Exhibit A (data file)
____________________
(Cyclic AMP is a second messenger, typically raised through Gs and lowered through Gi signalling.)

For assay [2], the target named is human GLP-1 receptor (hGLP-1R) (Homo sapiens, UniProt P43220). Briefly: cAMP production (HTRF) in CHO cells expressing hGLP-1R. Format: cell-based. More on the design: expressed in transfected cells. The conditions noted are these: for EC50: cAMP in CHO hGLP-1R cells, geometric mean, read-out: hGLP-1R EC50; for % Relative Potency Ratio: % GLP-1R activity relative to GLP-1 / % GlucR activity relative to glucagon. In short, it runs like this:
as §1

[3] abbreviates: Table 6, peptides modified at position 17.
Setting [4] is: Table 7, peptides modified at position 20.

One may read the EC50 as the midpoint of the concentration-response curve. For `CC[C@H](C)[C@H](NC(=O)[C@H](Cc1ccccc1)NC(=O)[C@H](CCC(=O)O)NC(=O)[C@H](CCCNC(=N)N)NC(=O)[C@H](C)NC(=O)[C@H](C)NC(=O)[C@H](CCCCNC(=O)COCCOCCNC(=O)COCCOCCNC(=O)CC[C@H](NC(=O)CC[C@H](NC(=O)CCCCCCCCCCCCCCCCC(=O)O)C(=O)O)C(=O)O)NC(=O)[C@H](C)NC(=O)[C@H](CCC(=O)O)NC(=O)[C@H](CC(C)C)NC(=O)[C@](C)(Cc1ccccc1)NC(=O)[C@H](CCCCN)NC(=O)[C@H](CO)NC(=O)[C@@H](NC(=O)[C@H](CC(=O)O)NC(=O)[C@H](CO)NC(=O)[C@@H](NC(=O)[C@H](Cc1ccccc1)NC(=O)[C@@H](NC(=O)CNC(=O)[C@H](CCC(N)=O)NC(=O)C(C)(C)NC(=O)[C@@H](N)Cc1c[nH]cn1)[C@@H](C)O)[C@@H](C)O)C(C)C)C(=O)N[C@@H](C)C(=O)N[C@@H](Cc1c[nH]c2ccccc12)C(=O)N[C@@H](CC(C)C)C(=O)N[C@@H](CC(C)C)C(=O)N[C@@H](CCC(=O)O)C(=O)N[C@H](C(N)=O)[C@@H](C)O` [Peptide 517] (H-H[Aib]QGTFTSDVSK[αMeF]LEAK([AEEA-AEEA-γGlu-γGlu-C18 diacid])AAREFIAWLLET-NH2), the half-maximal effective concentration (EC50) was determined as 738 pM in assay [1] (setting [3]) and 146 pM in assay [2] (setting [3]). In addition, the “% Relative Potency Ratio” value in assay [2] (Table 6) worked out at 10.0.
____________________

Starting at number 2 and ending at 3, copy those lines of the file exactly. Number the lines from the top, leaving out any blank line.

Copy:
For assay [2], the target named is human GLP-1 receptor (hGLP-1R) (Homo sapiens, UniProt P43220). Briefly: cAMP production (HTRF) in CHO cells expressing hGLP-1R. Format: cell-based. More on the design: expressed in transfected cells. The conditions noted are these: for EC50: cAMP in CHO hGLP-1R cells, geometric mean, read-out: hGLP-1R EC50; for % Relative Potency Ratio: % GLP-1R activity relative to GLP-1 / % GlucR activity relative to glucagon. In short, it runs like this:
as §1